Currently I serve as Adjunct Faculty for California Institute of the Arts’ School of Film/Video’s Experimental Animation Program and Adjunct Faculty at Woodbury University’s Media Technology Program. As CalArts Adjunct Faculty I primarily teach graduate students and oversee portions of the undergraduate technical curriculum. In addition I have also been involved with the renewal of CalArts’ WASC accreditation. At Woodbury University I am currently building first and second year level curriculum in addition to my teaching duties. Below is a listing of the courses I teach or have taught along with short descriptions of the courses.
CalArts: School of Film/Video
FE302A: The Digital Path for Animation I (2009-Present)
This class is the first part of a required year-long course for all first year Experimental Animation MFA candidates. The class introduces students to methods of production and post production for animation within a digital environment; with an emphasis on equipping students with the skills needed to produce technically proficient work. Topics include: acquisition tools (i.e. cameras, etc), camera stands/shooting spaces, digital asset/file management, low resolution testing, high-resolution image acquisition, image acquisition software, digital video formats/standards/workflows, and basic outputs for viewing work in class. The final assignment is a presentation of the production/post-production plans for their first year projects and an animation test demonstrating the process/es they plan to use to create their project
FE302B: The Digital Path for Animation II (2009-Present)
This class is the second part of a required year-long course for all first year Experimental Animation MFA candidates. This class introduce students to the post production skills needed to complete animated work within a digital post environment, for final viewing within numerous viewing contexts. This course focuses on color spaces, media management, offline and online paradigms, uncompressed output, distribution formats, and authoring BluRay/DVD media. In addition we will touch on live action acquisition with HDDSLRs and sound for film/video. The final assignment is the completion of a first year project in an uncompressed (online) format along with an offline distribution format.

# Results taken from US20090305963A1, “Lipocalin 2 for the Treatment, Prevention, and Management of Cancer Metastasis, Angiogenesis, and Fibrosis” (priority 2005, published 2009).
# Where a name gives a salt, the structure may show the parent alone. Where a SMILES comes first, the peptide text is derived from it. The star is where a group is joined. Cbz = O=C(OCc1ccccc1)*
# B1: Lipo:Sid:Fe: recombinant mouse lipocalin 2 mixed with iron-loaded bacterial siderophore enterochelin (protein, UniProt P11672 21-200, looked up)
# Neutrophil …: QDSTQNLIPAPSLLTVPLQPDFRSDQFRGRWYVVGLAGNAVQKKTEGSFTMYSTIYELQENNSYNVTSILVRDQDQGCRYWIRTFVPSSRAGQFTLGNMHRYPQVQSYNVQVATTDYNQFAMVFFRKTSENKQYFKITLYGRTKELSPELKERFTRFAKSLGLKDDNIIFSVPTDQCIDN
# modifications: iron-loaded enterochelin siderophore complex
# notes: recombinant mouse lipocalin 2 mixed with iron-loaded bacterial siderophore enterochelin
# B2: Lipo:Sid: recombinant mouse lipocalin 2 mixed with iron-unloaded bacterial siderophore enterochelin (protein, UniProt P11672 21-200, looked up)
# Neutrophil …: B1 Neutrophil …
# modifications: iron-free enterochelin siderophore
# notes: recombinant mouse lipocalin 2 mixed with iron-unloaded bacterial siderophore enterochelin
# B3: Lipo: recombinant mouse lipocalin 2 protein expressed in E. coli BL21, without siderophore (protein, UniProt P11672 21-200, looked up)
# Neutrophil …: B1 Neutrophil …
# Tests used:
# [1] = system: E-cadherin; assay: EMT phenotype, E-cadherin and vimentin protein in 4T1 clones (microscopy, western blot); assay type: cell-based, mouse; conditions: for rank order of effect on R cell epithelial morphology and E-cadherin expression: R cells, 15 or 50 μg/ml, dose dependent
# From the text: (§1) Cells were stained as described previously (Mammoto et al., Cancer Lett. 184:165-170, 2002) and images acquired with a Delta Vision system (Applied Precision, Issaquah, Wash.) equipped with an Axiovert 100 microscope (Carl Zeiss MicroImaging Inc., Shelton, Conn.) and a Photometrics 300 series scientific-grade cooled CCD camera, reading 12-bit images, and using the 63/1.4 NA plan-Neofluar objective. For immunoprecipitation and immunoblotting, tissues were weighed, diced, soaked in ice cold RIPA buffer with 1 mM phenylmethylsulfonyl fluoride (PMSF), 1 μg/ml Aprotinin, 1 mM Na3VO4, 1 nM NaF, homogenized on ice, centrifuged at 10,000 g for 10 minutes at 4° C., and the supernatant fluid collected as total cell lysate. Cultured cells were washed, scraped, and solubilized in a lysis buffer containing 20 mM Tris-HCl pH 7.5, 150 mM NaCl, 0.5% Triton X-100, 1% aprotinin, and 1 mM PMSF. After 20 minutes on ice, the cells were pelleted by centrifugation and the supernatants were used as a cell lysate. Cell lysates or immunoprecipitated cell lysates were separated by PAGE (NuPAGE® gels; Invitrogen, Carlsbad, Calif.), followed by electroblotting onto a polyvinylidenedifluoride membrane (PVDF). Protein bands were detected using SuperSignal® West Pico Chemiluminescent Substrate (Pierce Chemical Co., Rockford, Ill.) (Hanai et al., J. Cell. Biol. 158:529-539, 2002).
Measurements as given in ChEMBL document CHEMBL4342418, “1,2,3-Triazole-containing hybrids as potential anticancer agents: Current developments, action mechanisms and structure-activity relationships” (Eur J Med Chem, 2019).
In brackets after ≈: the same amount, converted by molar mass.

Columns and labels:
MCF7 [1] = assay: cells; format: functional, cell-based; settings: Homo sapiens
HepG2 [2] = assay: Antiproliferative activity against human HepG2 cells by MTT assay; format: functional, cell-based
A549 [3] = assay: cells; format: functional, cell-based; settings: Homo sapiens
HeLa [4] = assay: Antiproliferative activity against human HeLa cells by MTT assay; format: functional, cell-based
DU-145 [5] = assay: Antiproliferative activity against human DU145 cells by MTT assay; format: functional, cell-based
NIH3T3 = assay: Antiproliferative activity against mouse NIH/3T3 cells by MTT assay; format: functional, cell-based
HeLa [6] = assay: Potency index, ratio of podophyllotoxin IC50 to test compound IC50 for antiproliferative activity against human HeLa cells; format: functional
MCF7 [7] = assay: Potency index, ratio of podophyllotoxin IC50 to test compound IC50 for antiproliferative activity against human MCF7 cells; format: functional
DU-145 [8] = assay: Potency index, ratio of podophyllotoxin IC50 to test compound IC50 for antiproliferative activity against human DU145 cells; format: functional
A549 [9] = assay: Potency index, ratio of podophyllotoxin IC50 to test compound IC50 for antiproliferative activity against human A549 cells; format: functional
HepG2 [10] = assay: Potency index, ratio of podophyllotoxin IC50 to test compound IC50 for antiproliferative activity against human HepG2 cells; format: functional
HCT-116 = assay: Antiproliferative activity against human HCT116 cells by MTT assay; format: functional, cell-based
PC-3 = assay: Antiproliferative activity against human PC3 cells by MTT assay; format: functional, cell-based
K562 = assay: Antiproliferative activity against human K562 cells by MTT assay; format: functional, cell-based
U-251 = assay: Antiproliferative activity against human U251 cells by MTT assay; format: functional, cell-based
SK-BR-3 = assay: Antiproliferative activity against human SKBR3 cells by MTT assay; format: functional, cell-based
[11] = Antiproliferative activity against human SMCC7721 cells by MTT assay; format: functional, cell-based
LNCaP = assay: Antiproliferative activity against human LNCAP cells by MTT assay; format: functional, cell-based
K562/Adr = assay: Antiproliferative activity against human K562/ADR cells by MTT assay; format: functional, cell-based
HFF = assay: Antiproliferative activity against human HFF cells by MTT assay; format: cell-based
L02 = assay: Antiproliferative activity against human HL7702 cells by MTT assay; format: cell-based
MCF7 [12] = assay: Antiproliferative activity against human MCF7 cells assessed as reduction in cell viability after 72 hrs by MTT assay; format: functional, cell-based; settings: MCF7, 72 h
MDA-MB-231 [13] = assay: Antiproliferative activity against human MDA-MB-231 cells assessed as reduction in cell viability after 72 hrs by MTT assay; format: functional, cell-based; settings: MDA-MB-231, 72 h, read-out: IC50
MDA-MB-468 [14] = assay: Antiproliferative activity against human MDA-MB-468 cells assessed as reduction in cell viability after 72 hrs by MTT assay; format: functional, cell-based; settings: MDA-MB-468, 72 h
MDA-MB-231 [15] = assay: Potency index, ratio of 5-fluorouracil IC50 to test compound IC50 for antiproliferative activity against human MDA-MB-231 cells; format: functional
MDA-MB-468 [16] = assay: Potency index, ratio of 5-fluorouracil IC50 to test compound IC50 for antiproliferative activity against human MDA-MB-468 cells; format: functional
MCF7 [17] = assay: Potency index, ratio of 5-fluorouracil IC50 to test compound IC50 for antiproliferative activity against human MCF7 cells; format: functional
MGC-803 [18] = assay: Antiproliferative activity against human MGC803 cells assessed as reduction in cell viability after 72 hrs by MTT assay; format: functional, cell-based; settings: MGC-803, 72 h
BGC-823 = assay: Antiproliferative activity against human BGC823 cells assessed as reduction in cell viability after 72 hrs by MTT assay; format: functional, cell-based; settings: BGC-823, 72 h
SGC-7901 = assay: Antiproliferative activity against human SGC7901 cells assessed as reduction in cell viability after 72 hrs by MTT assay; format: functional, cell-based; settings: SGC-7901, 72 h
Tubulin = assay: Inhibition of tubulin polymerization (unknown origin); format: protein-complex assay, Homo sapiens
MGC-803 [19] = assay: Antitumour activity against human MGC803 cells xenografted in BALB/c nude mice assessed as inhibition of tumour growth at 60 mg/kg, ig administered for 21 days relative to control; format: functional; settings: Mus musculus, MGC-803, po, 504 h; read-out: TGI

FE900: Graduate Independent Project: Experimental Animation (2009-2011)
FE900 is a project based or inquiry based course that allows students to work with a specific faculty member in a teaching or supervisory role. I have taught a number of students in areas such as programming (Arduino/Processing/openFrameworks), games, network aware software, physical computing, and video processing. Some projects that have precipitated are Scott Peter’s, The Apestronauts of WoWoW, an interactive network aware installation built in Unity 3D and Nick Rodrigues’, Email Garden, which visualizes unread email as unruly synthetic grass.
Woodbury University: Media Technology Program
Tech 1703: Introduction to Programming I
Introduction to Programming I teaches students with no programming experience the fundamental basics of computer programming and object oriented programming. Processing and Java are the languages used within the course. Additional topics covered throughout the course include 2D and 3D graphics, computer vision, audio synthesis, and data mining.
Tech 1704: Introduction to Programming II
Introduction to Programming II focuses on programming for microcontrollers and introducing students to the field of physical computing. Arduino is the primary microcontroller used throughout the course in conjunction with Processing. Basic electrical concepts are covered during the course as well as an array of both digital and analog sensors.